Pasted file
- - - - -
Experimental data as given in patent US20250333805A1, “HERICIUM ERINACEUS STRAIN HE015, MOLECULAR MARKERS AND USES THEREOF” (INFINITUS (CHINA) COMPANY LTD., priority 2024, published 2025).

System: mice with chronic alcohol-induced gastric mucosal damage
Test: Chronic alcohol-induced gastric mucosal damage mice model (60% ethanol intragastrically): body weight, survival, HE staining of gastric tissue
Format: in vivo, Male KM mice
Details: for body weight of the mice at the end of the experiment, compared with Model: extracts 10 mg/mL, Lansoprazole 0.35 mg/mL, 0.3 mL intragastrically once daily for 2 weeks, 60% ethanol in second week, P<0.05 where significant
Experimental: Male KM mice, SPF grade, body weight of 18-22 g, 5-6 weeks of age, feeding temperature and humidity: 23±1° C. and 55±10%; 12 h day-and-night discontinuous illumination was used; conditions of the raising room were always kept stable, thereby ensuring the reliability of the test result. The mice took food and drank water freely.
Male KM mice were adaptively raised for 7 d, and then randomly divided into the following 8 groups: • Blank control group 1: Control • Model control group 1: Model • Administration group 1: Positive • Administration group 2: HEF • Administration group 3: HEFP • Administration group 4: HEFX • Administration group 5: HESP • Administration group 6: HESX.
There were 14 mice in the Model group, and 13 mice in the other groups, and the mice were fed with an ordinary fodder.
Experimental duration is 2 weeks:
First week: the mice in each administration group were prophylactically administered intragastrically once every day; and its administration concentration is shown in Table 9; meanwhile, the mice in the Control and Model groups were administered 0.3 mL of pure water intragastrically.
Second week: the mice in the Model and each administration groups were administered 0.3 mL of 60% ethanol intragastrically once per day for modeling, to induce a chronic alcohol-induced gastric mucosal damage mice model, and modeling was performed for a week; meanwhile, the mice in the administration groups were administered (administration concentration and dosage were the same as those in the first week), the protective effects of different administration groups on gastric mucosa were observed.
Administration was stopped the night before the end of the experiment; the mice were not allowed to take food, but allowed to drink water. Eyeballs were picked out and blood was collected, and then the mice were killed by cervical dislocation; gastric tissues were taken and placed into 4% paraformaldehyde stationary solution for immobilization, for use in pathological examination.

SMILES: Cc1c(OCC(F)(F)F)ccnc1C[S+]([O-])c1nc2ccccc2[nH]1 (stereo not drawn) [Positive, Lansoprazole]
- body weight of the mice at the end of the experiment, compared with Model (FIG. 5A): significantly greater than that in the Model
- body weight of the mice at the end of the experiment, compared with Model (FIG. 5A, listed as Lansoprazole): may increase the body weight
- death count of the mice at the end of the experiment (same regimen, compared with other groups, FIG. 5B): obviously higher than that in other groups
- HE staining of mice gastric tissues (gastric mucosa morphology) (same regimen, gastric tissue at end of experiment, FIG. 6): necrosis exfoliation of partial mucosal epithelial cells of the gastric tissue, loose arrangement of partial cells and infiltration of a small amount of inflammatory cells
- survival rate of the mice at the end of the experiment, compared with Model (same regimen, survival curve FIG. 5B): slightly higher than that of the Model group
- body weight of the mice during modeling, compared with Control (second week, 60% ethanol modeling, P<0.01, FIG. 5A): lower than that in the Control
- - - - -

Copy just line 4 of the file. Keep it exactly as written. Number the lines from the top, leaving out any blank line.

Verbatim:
Format: in vivo, Male KM mice